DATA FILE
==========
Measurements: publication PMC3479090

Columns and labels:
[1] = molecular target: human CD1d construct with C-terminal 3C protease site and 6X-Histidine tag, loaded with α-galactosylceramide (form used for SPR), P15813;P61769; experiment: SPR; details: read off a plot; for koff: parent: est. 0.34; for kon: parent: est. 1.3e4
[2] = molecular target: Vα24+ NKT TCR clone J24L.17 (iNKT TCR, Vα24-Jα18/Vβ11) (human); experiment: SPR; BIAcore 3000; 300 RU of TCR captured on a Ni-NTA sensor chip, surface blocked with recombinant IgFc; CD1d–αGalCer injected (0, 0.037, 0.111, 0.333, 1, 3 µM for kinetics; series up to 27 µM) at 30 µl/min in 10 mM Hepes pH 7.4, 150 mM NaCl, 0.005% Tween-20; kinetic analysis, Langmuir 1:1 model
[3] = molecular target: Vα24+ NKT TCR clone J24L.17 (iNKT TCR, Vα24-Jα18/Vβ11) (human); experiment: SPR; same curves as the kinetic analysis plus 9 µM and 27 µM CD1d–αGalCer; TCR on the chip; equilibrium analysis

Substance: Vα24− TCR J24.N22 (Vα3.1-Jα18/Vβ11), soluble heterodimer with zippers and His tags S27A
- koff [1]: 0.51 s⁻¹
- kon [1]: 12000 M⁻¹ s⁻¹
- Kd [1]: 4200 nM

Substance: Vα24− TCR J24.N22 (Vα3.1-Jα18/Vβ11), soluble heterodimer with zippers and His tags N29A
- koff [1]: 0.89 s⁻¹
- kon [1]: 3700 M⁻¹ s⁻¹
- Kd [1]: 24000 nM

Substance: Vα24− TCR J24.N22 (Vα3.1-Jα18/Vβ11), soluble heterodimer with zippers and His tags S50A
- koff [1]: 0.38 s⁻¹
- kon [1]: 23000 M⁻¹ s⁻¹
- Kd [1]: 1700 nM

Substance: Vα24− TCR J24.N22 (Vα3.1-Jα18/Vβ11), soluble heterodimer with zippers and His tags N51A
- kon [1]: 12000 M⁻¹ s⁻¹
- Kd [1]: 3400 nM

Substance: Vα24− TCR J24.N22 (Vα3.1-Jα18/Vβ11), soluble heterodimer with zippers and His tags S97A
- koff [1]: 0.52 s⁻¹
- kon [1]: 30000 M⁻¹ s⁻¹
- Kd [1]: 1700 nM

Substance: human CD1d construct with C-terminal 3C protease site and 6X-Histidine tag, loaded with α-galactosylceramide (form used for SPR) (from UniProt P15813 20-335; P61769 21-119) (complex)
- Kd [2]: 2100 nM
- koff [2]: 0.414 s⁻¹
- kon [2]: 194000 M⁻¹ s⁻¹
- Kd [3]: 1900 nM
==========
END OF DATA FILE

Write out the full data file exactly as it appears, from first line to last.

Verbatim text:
Measurements: publication PMC3479090

Columns and labels:
[1] = molecular target: human CD1d construct with C-terminal 3C protease site and 6X-Histidine tag, loaded with α-galactosylceramide (form used for SPR), P15813;P61769; experiment: SPR; details: read off a plot; for koff: parent: est. 0.34; for kon: parent: est. 1.3e4
[2] = molecular target: Vα24+ NKT TCR clone J24L.17 (iNKT TCR, Vα24-Jα18/Vβ11) (human); experiment: SPR; BIAcore 3000; 300 RU of TCR captured on a Ni-NTA sensor chip, surface blocked with recombinant IgFc; CD1d–αGalCer injected (0, 0.037, 0.111, 0.333, 1, 3 µM for kinetics; series up to 27 µM) at 30 µl/min in 10 mM Hepes pH 7.4, 150 mM NaCl, 0.005% Tween-20; kinetic analysis, Langmuir 1:1 model
[3] = molecular target: Vα24+ NKT TCR clone J24L.17 (iNKT TCR, Vα24-Jα18/Vβ11) (human); experiment: SPR; same curves as the kinetic analysis plus 9 µM and 27 µM CD1d–αGalCer; TCR on the chip; equilibrium analysis

Substance: Vα24− TCR J24.N22 (Vα3.1-Jα18/Vβ11), soluble heterodimer with zippers and His tags S27A
- koff [1]: 0.51 s⁻¹
- kon [1]: 12000 M⁻¹ s⁻¹
- Kd [1]: 4200 nM

Substance: Vα24− TCR J24.N22 (Vα3.1-Jα18/Vβ11), soluble heterodimer with zippers and His tags N29A
- koff [1]: 0.89 s⁻¹
- kon [1]: 3700 M⁻¹ s⁻¹
- Kd [1]: 24000 nM

Substance: Vα24− TCR J24.N22 (Vα3.1-Jα18/Vβ11), soluble heterodimer with zippers and His tags S50A
- koff [1]: 0.38 s⁻¹
- kon [1]: 23000 M⁻¹ s⁻¹
- Kd [1]: 1700 nM

Substance: Vα24− TCR J24.N22 (Vα3.1-Jα18/Vβ11), soluble heterodimer with zippers and His tags N51A
- kon [1]: 12000 M⁻¹ s⁻¹
- Kd [1]: 3400 nM

Substance: Vα24− TCR J24.N22 (Vα3.1-Jα18/Vβ11), soluble heterodimer with zippers and His tags S97A
- koff [1]: 0.52 s⁻¹
- kon [1]: 30000 M⁻¹ s⁻¹
- Kd [1]: 1700 nM

Substance: human CD1d construct with C-terminal 3C protease site and 6X-Histidine tag, loaded with α-galactosylceramide (form used for SPR) (from UniProt P15813 20-335; P61769 21-119) (complex)
- Kd [2]: 2100 nM
- koff [2]: 0.414 s⁻¹
- kon [2]: 194000 M⁻¹ s⁻¹
- Kd [3]: 1900 nM